I am new to the BPMN topic and worked myself into this a bit.
One can read that the BPMN representation is often converted to a Petri net representation, and only then it will be run by a Petri net machine / automat. I hope I got this right.
So I asked myself why this is done so often (or maybe always).
Would it also make sense to build right away a BPMN automat to spare the conversion to a Petri net?
(For checking the soundness of a BPMN topic, the Petri net conversion makes sense as it is mathematically quite well understood. My question is more about execution.)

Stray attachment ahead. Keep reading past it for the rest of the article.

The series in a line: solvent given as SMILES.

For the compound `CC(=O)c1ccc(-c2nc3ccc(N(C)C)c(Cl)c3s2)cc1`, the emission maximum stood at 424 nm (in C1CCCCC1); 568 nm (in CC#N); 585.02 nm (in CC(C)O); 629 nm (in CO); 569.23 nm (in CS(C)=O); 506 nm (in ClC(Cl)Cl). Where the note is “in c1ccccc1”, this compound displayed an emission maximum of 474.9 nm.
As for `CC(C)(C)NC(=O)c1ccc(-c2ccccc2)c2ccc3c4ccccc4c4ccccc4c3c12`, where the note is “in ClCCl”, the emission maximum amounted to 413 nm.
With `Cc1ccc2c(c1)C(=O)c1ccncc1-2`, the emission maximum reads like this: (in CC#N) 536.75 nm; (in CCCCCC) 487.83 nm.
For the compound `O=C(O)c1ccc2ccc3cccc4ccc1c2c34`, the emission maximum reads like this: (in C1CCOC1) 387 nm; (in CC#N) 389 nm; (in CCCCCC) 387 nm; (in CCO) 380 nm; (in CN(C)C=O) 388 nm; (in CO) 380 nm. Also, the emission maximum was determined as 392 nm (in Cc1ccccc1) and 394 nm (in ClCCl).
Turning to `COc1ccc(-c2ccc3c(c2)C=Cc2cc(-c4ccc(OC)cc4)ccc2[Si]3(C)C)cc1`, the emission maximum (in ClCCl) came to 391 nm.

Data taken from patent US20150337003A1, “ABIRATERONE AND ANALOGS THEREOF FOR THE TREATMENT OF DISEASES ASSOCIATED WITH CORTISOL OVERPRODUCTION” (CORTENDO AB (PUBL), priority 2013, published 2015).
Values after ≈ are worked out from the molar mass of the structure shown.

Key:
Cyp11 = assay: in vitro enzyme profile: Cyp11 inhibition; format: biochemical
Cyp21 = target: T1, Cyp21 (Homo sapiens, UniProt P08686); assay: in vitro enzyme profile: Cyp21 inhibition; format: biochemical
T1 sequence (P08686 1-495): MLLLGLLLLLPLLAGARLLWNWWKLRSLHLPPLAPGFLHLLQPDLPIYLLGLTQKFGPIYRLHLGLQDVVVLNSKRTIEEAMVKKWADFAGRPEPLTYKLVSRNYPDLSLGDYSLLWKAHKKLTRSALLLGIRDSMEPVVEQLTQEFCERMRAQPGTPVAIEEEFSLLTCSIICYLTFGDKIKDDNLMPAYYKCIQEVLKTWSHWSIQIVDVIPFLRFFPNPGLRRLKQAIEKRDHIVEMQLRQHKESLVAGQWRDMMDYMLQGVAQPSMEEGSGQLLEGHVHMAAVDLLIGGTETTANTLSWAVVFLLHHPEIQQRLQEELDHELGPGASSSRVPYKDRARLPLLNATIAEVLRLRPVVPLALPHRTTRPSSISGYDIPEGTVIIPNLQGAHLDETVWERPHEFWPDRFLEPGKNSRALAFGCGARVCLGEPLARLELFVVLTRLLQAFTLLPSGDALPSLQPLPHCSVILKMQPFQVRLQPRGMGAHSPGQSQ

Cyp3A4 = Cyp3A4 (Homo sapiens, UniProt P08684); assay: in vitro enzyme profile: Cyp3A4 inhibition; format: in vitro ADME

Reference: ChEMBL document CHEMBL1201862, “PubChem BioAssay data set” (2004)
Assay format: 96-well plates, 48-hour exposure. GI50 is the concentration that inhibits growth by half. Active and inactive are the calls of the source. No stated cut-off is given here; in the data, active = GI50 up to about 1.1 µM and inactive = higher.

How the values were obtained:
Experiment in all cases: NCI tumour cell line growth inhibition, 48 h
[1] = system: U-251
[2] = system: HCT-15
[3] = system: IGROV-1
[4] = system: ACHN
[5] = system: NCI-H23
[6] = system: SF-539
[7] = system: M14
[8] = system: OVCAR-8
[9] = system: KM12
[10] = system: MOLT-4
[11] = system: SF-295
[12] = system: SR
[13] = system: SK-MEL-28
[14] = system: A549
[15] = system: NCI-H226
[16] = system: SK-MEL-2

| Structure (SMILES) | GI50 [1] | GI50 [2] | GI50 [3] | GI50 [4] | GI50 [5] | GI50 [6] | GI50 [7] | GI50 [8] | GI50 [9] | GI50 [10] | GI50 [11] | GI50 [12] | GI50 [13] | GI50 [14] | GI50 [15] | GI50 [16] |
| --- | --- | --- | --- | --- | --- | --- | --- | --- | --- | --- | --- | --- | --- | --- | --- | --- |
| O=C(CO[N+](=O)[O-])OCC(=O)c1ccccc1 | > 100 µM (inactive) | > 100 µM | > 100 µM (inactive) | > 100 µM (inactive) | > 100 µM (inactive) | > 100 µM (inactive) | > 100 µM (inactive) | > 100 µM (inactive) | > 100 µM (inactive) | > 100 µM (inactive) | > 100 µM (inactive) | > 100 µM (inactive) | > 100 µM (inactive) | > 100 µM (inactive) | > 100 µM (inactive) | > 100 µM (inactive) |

BPMN models are directly executable without any transformation. I can’t think of any specific benefit to converting a model to another standard in order to execute it.
Ok, so I guess I did read also some older topics in the web, that related to a time before BPMN 2.0.
in the scientific community, BPMN is often converted to petri nets for formal analysis. That is because petri nets have very clear execution semantics and there is a large amount of existing theory (e.g. detecting deadlocks, reachability, etc.), while the BPMN specification is not so clear in that respect and I guess there are less BPMN-specific theory.
Good, so I think my feeling was right that a BPMN automat usually runs a BPMN graph these days.